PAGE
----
STRIKING A BALANCE
Dear Author Enabler,
I have a great outline for a love story but need to structure it to move along with conflict and interest on each page. I broke it down by time and reveries into chapters but need a push to liven it up.
It’s a real-life love affair still in the works, and real life is becoming animated as it all proceeds. It seems to be writing itself, but when I step away to focus on moving it along, doing so stops the action.
Can you comment on emotional love stories and how to develop a flow for an engrossing story?
Rich Cerbo
Hackensack, New Jersey

Different readers seek different rewards in fiction, which is why we see such great diversity in novels and short stories. Some people are frustrated if there isn’t immediate action on the first two pages of a book, while others are happy to read hundreds of pages of achingly beautiful, emotional setup or highly detailed character studies before anything substantive happens in terms of the plot.

It sounds like you, as the author, fall into the first category. You want more action. You seem to believe that you have a good love story but that there needs to be another engine besides the love interest to bring your novel to life, to make it a more compelling story—and therefore more salable.

I believe all fiction benefits from a good, strong plot, but there is no simple trick for creating one. Telling a good story is a skill, and every writer has to work at it. If you’re stuck, a writing group, a trusted confidante or a writer’s conference can help. Find someone you believe is a skilled writer and ask if he or she is willing to read your work and offer feedback. (You should offer to do the same in return.) Push yourself to develop the plot of your book, and then ask your trusted reader(s) to give you an honest critique. Keep at it until you’re satisfied with the results.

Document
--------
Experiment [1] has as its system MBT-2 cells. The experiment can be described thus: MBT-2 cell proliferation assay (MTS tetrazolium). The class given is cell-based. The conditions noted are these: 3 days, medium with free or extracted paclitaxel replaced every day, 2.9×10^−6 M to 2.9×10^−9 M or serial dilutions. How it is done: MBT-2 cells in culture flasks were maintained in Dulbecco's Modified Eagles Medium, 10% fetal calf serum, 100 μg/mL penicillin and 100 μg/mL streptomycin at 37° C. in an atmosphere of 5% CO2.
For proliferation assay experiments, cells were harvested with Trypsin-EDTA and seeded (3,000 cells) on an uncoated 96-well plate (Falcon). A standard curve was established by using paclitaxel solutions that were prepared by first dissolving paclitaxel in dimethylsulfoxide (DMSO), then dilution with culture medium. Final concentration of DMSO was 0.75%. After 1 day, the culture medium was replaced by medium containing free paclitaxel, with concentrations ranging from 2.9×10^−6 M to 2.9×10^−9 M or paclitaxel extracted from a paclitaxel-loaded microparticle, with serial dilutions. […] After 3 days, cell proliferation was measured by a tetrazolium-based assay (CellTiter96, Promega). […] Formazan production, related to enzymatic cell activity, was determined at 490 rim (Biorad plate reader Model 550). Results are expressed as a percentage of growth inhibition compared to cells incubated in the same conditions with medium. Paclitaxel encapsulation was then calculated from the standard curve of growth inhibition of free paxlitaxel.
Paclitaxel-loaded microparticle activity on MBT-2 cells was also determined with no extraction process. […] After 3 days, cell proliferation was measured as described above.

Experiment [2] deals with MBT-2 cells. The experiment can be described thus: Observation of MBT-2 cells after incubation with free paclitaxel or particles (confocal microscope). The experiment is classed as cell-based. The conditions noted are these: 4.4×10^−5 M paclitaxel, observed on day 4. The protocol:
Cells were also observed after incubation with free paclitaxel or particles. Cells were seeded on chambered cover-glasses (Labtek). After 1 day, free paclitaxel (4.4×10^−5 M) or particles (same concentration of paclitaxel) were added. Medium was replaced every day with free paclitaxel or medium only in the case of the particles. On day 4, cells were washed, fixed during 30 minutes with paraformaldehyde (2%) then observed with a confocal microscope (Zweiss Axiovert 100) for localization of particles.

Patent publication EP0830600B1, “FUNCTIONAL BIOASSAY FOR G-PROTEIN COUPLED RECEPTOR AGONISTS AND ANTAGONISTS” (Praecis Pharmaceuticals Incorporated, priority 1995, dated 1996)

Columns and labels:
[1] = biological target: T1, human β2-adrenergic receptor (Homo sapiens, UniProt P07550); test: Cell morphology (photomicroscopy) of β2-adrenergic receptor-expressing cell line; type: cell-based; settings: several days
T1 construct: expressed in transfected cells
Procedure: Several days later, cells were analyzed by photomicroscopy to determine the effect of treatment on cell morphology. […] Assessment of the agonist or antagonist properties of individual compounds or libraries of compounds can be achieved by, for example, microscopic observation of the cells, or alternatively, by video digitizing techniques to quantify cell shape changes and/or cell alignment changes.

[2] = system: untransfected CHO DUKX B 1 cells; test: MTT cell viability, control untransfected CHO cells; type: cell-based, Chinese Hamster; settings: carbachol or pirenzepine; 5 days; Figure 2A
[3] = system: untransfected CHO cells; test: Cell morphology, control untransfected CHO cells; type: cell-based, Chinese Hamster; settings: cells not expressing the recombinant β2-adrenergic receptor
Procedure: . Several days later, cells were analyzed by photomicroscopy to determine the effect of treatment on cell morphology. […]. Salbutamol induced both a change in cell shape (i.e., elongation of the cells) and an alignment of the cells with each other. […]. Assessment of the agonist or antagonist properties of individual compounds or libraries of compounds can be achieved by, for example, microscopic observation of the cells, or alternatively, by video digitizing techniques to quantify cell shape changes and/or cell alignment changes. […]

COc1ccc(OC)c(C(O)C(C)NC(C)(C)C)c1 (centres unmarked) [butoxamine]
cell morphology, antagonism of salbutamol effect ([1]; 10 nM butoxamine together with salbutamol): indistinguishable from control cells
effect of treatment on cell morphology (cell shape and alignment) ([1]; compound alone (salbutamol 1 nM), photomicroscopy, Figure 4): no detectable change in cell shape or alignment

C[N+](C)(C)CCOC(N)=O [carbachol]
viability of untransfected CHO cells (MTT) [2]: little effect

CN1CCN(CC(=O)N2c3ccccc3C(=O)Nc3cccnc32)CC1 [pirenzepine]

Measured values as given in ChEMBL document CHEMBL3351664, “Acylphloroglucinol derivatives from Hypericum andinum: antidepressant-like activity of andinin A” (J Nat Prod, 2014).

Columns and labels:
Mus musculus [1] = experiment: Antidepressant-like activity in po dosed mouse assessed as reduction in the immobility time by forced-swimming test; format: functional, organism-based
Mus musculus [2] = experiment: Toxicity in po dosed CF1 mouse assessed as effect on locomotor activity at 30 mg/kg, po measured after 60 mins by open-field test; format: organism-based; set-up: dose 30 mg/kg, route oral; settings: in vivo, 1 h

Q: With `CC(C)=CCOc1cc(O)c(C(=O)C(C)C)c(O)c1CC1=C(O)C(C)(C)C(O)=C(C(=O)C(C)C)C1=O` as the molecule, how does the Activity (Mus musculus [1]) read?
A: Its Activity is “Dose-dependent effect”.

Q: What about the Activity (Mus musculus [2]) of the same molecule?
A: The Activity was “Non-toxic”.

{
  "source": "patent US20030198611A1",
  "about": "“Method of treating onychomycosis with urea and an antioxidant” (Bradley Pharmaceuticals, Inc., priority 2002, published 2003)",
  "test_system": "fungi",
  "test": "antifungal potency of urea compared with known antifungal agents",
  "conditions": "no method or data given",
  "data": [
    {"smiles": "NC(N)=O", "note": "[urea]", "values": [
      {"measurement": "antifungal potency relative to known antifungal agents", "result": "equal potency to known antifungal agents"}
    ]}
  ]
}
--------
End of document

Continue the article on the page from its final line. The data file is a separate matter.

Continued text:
One other suggestion—go to your local bookstore or library and ask for some recommendations of love stories with interesting plots. Reading well-written examples of the kind of work you want to produce can offer inspiration for your own writing.

USING MOVIE QUOTES
Dear Author Enabler,
I want to write a short story about an actor who has passed away and wish to use some of his movie quotes. Can I freely do this? Or should I write around it and imply or paraphrase the quotes? It would seem more effective to use the direct lines that would honor this former actor.
Jeff Petrill
Davison, Michigan

Quoting dialogue from a movie in the way you describe probably falls into the category of “fair use.” In layman’s terms, fair use is an aspect of copyright law that provides common-sense guidelines for using other people’s copyrighted material in a limited way. There are no hard and fast rules defining fair use, though, resulting in many lawsuits. In the case of your short story, make sure you give proper credit to the source of your quotation; don’t use too much material; and don’t write anything that could possibly damage the reputation of the work you’re quoting. If you’re wondering what constitutes “too much” material, I would suggest that quoting a line or two is fine. If, on the other hand, you are quoting entire scenes, this raises the question of whether you are profiting from someone else’s work, which is not fair use. For more information about fair use, visit www.copyright.gov.

A LITTLE PLUG
I invite you to take a look at the interactive eBook Hard Listening: The Greatest Rock Band Ever (of Authors) Tells All, by Stephen King, Scott Turow, Amy Tan, Dave Barry, Roy Blount Jr., Mitch Albom, James McBride, Ridley Pearson, Matt Groening, Greg Iles, Roger McGuinn and yours truly. It is available for all devices wherever eBooks are sold and is dedicated to the great Author Enabler, my late wife Kathi Kamen Goldmark.

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